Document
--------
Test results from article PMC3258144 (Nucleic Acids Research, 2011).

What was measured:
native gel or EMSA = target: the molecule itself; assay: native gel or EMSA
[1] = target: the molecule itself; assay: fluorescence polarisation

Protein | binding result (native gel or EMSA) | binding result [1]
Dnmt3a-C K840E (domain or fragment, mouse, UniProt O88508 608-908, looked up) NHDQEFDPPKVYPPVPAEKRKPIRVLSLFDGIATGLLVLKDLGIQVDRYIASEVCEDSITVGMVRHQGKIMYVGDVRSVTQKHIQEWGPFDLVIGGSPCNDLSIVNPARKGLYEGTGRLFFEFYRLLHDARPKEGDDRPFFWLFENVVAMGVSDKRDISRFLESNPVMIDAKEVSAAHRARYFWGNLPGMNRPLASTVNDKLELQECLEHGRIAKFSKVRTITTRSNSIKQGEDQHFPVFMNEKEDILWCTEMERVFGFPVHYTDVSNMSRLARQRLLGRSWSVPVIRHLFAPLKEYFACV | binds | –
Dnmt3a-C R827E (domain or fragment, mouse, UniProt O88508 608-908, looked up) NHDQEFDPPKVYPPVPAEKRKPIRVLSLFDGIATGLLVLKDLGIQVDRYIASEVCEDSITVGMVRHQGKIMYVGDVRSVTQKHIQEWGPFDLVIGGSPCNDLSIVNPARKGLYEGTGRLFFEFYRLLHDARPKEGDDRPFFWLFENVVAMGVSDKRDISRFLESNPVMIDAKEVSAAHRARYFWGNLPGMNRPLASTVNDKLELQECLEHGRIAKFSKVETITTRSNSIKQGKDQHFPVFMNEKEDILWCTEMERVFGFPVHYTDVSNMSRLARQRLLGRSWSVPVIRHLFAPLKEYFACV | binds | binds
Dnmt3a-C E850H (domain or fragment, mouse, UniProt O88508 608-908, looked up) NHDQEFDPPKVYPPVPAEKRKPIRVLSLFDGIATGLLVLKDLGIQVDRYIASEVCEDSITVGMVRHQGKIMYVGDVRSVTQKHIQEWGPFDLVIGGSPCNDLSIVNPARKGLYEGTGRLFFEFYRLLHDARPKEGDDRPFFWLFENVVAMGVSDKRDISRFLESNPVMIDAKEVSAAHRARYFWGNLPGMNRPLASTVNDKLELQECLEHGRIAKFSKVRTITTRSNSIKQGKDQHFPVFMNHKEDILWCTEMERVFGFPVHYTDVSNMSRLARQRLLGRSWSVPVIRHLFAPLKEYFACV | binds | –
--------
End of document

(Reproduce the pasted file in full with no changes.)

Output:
Test results from article PMC3258144 (Nucleic Acids Research, 2011).

What was measured:
native gel or EMSA = target: the molecule itself; assay: native gel or EMSA
[1] = target: the molecule itself; assay: fluorescence polarisation

Protein | binding result (native gel or EMSA) | binding result [1]
Dnmt3a-C K840E (domain or fragment, mouse, UniProt O88508 608-908, looked up) NHDQEFDPPKVYPPVPAEKRKPIRVLSLFDGIATGLLVLKDLGIQVDRYIASEVCEDSITVGMVRHQGKIMYVGDVRSVTQKHIQEWGPFDLVIGGSPCNDLSIVNPARKGLYEGTGRLFFEFYRLLHDARPKEGDDRPFFWLFENVVAMGVSDKRDISRFLESNPVMIDAKEVSAAHRARYFWGNLPGMNRPLASTVNDKLELQECLEHGRIAKFSKVRTITTRSNSIKQGEDQHFPVFMNEKEDILWCTEMERVFGFPVHYTDVSNMSRLARQRLLGRSWSVPVIRHLFAPLKEYFACV | binds | –
Dnmt3a-C R827E (domain or fragment, mouse, UniProt O88508 608-908, looked up) NHDQEFDPPKVYPPVPAEKRKPIRVLSLFDGIATGLLVLKDLGIQVDRYIASEVCEDSITVGMVRHQGKIMYVGDVRSVTQKHIQEWGPFDLVIGGSPCNDLSIVNPARKGLYEGTGRLFFEFYRLLHDARPKEGDDRPFFWLFENVVAMGVSDKRDISRFLESNPVMIDAKEVSAAHRARYFWGNLPGMNRPLASTVNDKLELQECLEHGRIAKFSKVETITTRSNSIKQGKDQHFPVFMNEKEDILWCTEMERVFGFPVHYTDVSNMSRLARQRLLGRSWSVPVIRHLFAPLKEYFACV | binds | binds
Dnmt3a-C E850H (domain or fragment, mouse, UniProt O88508 608-908, looked up) NHDQEFDPPKVYPPVPAEKRKPIRVLSLFDGIATGLLVLKDLGIQVDRYIASEVCEDSITVGMVRHQGKIMYVGDVRSVTQKHIQEWGPFDLVIGGSPCNDLSIVNPARKGLYEGTGRLFFEFYRLLHDARPKEGDDRPFFWLFENVVAMGVSDKRDISRFLESNPVMIDAKEVSAAHRARYFWGNLPGMNRPLASTVNDKLELQECLEHGRIAKFSKVRTITTRSNSIKQGKDQHFPVFMNHKEDILWCTEMERVFGFPVHYTDVSNMSRLARQRLLGRSWSVPVIRHLFAPLKEYFACV | binds | –